It is of course, the global warming scam, with the (literally) trillions of dollars driving it, that has corrupted so many scientists, and has carried APS before it like a rogue wave. It is the greatest and most successful pseudoscientific fraud I have seen in my long life as a physicist. Anyone who has the faintest doubt that this is so should force himself to read the ClimateGate documents, which lay it bare. (Montford’s book organizes the facts very well.) I don’t believe that any real physicist, nay scientist, can read that stuff without revulsion. I would almost make that revulsion a definition of the word scientist.

So what has the APS, as an organization, done in the face of this challenge? It has accepted the corruption as the norm, and gone along with it. For example:

1. About a year ago a few of us sent an e-mail on the subject to a fraction of the membership. APS ignored the issues, but the then President immediately launched a hostile investigation of where we got the e-mail addresses. In its better days, APS used to encourage discussion of important issues, and indeed the Constitution cites that as its principal purpose. No more. Everything that has been done in the last year has been designed to silence debate

2. The appallingly tendentious APS statement on Climate Change was apparently written in a hurry by a few people over lunch, and is certainly not representative of the talents of APS members as I have long known them. So a few of us petitioned the Council to reconsider it. One of the outstanding marks of (in)distinction in the Statement was the poison word incontrovertible, which describes few items in physics, certainly not this one. In response APS appointed a secret committee that never met, never troubled to speak to any skeptics, yet endorsed the Statement in its entirety. (They did admit that the tone was a bit strong, but amazingly kept the poison word incontrovertible to describe the evidence, a position supported by no one.) In the end, the Council kept the original statement, word for word, but approved a far longer “explanatory” screed, admitting that there were uncertainties, but brushing them aside to give blanket approval to the original. The original Statement, which still stands as the APS position, also contains what I consider pompous and asinine advice to all world governments, as if the APS were master of the universe. It is not, and I am embarrassed that our leaders seem to think it is. This is not fun and games, these are serious matters involving vast fractions of our national substance, and the reputation of the Society as a scientific society is at stake.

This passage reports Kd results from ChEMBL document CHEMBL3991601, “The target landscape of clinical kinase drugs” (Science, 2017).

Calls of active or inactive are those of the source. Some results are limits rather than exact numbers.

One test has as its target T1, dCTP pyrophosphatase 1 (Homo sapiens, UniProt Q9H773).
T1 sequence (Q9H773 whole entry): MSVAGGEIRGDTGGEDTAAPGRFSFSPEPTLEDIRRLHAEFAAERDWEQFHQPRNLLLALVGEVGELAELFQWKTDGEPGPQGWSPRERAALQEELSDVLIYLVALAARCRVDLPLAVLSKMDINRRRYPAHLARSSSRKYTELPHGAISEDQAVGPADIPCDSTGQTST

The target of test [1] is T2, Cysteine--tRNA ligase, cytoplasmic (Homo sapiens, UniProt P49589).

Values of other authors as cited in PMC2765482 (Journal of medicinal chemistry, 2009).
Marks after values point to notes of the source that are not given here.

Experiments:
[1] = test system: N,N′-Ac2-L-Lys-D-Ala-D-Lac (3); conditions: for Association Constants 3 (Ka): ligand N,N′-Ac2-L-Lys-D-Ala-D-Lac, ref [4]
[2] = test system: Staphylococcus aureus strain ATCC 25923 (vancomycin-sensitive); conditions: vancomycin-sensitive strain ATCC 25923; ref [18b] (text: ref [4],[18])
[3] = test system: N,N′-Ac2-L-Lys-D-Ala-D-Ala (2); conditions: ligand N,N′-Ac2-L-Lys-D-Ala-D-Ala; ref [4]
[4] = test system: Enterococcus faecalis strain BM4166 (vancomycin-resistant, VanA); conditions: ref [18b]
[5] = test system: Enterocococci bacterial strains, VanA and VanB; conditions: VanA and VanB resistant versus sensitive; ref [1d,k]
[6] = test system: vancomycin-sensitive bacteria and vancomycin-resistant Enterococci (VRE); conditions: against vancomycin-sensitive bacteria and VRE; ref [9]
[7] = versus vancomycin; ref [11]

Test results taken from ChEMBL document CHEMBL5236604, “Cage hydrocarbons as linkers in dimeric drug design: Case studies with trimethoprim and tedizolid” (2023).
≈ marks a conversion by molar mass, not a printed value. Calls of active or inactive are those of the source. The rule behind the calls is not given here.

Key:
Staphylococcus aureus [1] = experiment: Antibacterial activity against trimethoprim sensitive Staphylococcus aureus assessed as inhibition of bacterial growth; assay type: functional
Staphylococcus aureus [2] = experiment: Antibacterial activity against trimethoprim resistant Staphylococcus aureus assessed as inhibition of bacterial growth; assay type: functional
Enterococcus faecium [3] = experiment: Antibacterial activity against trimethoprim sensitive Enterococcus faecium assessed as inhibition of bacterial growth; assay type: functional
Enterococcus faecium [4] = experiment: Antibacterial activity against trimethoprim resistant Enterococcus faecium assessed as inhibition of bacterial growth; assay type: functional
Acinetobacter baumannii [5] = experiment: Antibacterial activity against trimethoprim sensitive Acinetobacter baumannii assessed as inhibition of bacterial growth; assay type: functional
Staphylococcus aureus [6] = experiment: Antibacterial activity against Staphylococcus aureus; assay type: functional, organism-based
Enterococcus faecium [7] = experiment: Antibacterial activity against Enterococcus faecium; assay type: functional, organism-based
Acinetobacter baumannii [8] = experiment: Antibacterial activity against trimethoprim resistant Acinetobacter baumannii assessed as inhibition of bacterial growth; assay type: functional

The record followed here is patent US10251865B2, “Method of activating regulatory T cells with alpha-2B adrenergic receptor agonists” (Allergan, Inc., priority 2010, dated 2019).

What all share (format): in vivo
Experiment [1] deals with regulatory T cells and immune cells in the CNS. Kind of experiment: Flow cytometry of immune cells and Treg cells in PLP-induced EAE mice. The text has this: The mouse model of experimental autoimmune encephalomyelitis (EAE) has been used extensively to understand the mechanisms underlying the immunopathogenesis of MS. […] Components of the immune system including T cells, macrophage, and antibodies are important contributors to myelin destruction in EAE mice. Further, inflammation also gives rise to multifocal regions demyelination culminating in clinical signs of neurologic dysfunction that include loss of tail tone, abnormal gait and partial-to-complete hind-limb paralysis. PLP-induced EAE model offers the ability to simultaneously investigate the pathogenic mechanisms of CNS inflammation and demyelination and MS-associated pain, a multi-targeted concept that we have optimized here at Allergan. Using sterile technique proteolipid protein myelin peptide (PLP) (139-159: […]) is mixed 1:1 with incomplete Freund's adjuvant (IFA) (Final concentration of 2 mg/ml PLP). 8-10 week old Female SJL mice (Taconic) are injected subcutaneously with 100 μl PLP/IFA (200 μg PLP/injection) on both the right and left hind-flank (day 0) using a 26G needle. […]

3. In the interim the ClimateGate scandal broke into the news, and the machinations of the principal alarmists were revealed to the world. It was a fraud on a scale I have never seen, and I lack the words to describe its enormity. Effect on the APS position: none. None at all. This is not science; other forces are at work.

4. So a few of us tried to bring science into the act (that is, after all, the alleged and historic purpose of APS), and collected the necessary 200+ signatures to bring to the Council a proposal for a Topical Group on Climate Science, thinking that open discussion of the scientific issues, in the best tradition of physics, would be beneficial to all, and also a contribution to the nation. I might note that it was not easy to collect the signatures, since you denied us the use of the APS membership list. We conformed in every way with the requirements of the APS Constitution, and described in great detail what we had in mind—simply to bring the subject into the open.<

5. To our amazement, Constitution be damned, you declined to accept our petition, but instead used your own control of the mailing list to run a poll on the members’ interest in a TG on Climate and the Environment. You did ask the members if they would sign a petition to form a TG on your yet-to-be-defined subject, but provided no petition, and got lots of affirmative responses. (If you had asked about sex you would have gotten more expressions of interest.) There was of course no such petition or proposal, and you have now dropped the Environment part, so the whole matter is moot. (Any lawyer will tell you that you cannot collect signatures on a vague petition, and then fill in whatever you like.) The entire purpose of this exercise was to avoid your constitutional responsibility to take our petition to the Council.

6. As of now you have formed still another secret and stacked committee to organize your own TG, simply ignoring our lawful petition.

APS management has gamed the problem from the beginning, to suppress serious conversation about the merits of the climate change claims. Do you wonder that I have lost confidence in the organization?